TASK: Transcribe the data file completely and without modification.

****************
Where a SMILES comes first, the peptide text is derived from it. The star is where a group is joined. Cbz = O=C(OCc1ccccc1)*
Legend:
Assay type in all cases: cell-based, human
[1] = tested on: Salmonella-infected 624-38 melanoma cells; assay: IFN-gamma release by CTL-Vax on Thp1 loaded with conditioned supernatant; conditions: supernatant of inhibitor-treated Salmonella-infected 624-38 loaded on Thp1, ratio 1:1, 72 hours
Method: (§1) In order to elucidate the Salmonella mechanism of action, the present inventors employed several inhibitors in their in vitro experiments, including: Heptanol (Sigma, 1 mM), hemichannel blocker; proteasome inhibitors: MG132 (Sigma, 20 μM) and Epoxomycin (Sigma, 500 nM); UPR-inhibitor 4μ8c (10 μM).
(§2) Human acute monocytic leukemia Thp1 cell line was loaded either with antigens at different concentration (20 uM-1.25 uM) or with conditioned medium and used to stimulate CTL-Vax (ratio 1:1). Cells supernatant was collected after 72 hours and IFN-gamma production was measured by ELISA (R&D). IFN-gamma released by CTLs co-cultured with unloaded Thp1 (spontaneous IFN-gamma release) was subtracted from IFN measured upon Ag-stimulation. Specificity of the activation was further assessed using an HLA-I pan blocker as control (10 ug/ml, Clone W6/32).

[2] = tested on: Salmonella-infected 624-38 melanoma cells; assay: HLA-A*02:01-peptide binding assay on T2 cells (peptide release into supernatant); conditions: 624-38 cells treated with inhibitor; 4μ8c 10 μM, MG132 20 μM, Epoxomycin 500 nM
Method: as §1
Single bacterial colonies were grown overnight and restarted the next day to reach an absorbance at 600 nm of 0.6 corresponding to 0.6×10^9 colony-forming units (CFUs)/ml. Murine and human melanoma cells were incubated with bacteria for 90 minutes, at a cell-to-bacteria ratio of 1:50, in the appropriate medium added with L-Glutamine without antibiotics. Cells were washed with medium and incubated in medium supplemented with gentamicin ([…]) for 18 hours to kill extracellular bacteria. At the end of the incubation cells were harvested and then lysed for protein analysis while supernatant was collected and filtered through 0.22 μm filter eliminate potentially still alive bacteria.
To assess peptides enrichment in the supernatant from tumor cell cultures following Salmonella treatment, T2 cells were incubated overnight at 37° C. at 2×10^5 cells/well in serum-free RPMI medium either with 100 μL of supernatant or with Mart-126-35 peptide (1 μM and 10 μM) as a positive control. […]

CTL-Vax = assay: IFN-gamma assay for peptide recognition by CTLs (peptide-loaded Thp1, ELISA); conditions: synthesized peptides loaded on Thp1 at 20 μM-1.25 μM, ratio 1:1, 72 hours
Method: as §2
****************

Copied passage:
Where a SMILES comes first, the peptide text is derived from it. The star is where a group is joined. Cbz = O=C(OCc1ccccc1)*
Legend:
Assay type in all cases: cell-based, human
[1] = tested on: Salmonella-infected 624-38 melanoma cells; assay: IFN-gamma release by CTL-Vax on Thp1 loaded with conditioned supernatant; conditions: supernatant of inhibitor-treated Salmonella-infected 624-38 loaded on Thp1, ratio 1:1, 72 hours
Method: (§1) In order to elucidate the Salmonella mechanism of action, the present inventors employed several inhibitors in their in vitro experiments, including: Heptanol (Sigma, 1 mM), hemichannel blocker; proteasome inhibitors: MG132 (Sigma, 20 μM) and Epoxomycin (Sigma, 500 nM); UPR-inhibitor 4μ8c (10 μM).
(§2) Human acute monocytic leukemia Thp1 cell line was loaded either with antigens at different concentration (20 uM-1.25 uM) or with conditioned medium and used to stimulate CTL-Vax (ratio 1:1). Cells supernatant was collected after 72 hours and IFN-gamma production was measured by ELISA (R&D). IFN-gamma released by CTLs co-cultured with unloaded Thp1 (spontaneous IFN-gamma release) was subtracted from IFN measured upon Ag-stimulation. Specificity of the activation was further assessed using an HLA-I pan blocker as control (10 ug/ml, Clone W6/32).

[2] = tested on: Salmonella-infected 624-38 melanoma cells; assay: HLA-A*02:01-peptide binding assay on T2 cells (peptide release into supernatant); conditions: 624-38 cells treated with inhibitor; 4μ8c 10 μM, MG132 20 μM, Epoxomycin 500 nM
Method: as §1
Single bacterial colonies were grown overnight and restarted the next day to reach an absorbance at 600 nm of 0.6 corresponding to 0.6×10^9 colony-forming units (CFUs)/ml. Murine and human melanoma cells were incubated with bacteria for 90 minutes, at a cell-to-bacteria ratio of 1:50, in the appropriate medium added with L-Glutamine without antibiotics. Cells were washed with medium and incubated in medium supplemented with gentamicin ([…]) for 18 hours to kill extracellular bacteria. At the end of the incubation cells were harvested and then lysed for protein analysis while supernatant was collected and filtered through 0.22 μm filter eliminate potentially still alive bacteria.
To assess peptides enrichment in the supernatant from tumor cell cultures following Salmonella treatment, T2 cells were incubated overnight at 37° C. at 2×10^5 cells/well in serum-free RPMI medium either with 100 μL of supernatant or with Mart-126-35 peptide (1 μM and 10 μM) as a positive control. […]

CTL-Vax = assay: IFN-gamma assay for peptide recognition by CTLs (peptide-loaded Thp1, ELISA); conditions: synthesized peptides loaded on Thp1 at 20 μM-1.25 μM, ratio 1:1, 72 hours
Method: as §2